Ignore the outrage of the right-wing press at Corbyn's warning to fantasist media moguls, writes Dawn Foster. They're just angry that the game is up.
This week the right-wing press have printed falsehood after falsehood about the Labour leader, and yet have still failed in their all out nonsense spy attack. Ignore their outrage at Labour's warnings, writes Dawn Foster. They're just angry that the game is up.
Within minutes of the Labour Party releasing a short video of Jeremy Corbyn criticising the ongoing media circus around the baseless allegations that the party leader had been involved in Soviet spying during the Cold War, the media hysteria kicked in. That Corbyn pointed out social media proffered a direct challenge to media supremacy meant “change is coming” was not an observation that the balance of power away from media oligopolies and towards the demos, but a ‘threat’ to press freedom.
In the last few days The Sun, The Mail, The Telegraph and The Express have gone a little bit James Bond.
We've got news for the billionaire, tax exile press barons: Change is coming. pic.twitter.com/3ehSKfaAgZ
— Jeremy Corbyn (@jeremycorbyn) February 20, 2018
Few Labour leaders had dared attack the press before, journalists argued, with a certain level of personal affront. This is partly true. In the twilight of his premiership, Tony Blair lashed out at the media in a speech, admitting the New Labour project had been too focused on winning support and pandering to the press early on. Ed Miliband tried to mollify the tabloid press by posing grinning with The Sun. Weeks later, their dogwhistle cover of Miliband struggling to eat a bacon sandwich with sufficient grace and dexterity showed such an overture had done nothing bar alienate his wavering base.
Two headlines on the front pages of today’s Times and Sun do little the make the press’s case. The Times declare “Corbyn accused of wanting Soviet-style city to replace London”, with ‘commentator’ David Buik declaring the leader plans to “turn London into the last Soviet-era capital west of Pyongyang”.
Buik, apparently a man to be listened to, previously told The Telegraph he favours “curvaceous and buxom wenches of the highest quality”, so knows a thing or two about the modern age. While The Sun declare Corbyn “rattled” for releasing a video, with hammers and sickles framing the leader’s image for added effect, yet aren’t remotely rattled themselves that their flimsy story has been shown to be false at every turn. The horse is long dead, but the right wing press are still desperately applying paddles to its chest and checking for a pulse with no result.
The merest mild rebuke for the press and how it operates usually unleashes a similar level of histrionics. A truly free press should of course be free to publish stories without political interference, but must also be able to stand up such stories. The Corbyn/Spy story has repeatedly been shown to be utter bunkum, reliant solely on the ramblings of a fantasist, then once that source was debunked, piggybacking on the mooted existence of a ‘Stasi file’ that has been proven not to exist.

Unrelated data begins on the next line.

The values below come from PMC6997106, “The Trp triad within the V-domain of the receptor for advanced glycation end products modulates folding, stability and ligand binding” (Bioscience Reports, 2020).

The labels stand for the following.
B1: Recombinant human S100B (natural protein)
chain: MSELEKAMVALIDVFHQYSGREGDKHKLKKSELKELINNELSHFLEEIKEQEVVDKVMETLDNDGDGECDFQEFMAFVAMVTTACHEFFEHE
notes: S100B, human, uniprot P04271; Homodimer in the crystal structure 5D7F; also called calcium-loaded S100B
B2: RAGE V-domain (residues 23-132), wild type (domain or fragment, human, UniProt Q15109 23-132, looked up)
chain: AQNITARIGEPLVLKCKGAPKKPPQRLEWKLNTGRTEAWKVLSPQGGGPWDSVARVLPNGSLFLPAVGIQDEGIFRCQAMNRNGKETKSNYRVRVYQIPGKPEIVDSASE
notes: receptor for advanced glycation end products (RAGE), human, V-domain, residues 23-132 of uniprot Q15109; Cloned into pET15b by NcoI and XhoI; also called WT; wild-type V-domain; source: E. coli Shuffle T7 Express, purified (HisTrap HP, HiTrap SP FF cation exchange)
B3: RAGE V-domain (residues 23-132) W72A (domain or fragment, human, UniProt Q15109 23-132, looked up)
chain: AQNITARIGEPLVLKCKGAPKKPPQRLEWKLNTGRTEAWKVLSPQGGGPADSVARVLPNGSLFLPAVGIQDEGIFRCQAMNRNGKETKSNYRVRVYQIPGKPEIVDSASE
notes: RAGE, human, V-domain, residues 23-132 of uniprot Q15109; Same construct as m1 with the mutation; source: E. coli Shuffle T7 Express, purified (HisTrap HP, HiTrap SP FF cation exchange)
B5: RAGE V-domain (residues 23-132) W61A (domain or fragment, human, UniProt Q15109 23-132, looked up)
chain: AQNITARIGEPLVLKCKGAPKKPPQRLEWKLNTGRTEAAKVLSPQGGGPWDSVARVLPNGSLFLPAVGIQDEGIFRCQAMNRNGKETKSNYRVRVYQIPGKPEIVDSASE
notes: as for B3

The press wield an extraordinary amount of power, to expose wrongdoing, but equally to trash reputations and ruin lives. Responsibility without checks and balances is simply unfettered power: that so many of our newspapers are owned by extraordinarily wealthy individuals who usually shun the limelight hands a huge amount of power to people who cannot be democratically held to account.
To understand the fury directed at Corbyn for challenging the press, the current culture wars surrounding free speech cannot be discounted: rarely a day passes without students being targeted by people with a huge media platform for voicing criticisms, or behaving as students always have in universities. Criticism of political views is conflated with attacks on free speech when people punch up: yet the fact that individual students have been plastered across the front pages of newspapers and misrepresented is never considered an attack on their right to free speech, despite the fact the implicit message is ‘challenge power, and we will open you to an avalanche of abuse’.
Student Lola Olufemi was subjected to a volley of racist and sexist abuse when The Telegraph printed her picture on their front page and incorrectly claimed she had demanded white authors were removed from the curriculum, rather than the reading list in her faculty be widened. Running hit jobs on individuals, as the right wing press so often do, is designed precisely to silence critics, and force vocal minorities to pipe down.
Yet, whenever the gaze is reflected, the tone changes: the consumer campaigns against advertising in the Daily Mail are endlessly called an attack on free speech, as is anything approaching mild criticism of incorrect and fallacious headlines in papers. A complaints system exists for printed lies, yes, but the process is heavily defanged, arduous, takes at least three months, and few consider it entirely independent. Most papers know they can get away with printing falsehoods, or exaggerating the facts on the ground, because the correction and apology are read by far fewer people, far later.
The stories are forgotten quickly, but the shift in public opinion is gradual, and integral to the hype machine. What can you do to fight back? Little, bar issuing your own messages, as Corbyn has done, and reading everything with a pinch of salt, looking for multiple corroborating sources, and distrusting anything that seems hyperbolic until it’s been verified by multiple outlets, with actual evidence.
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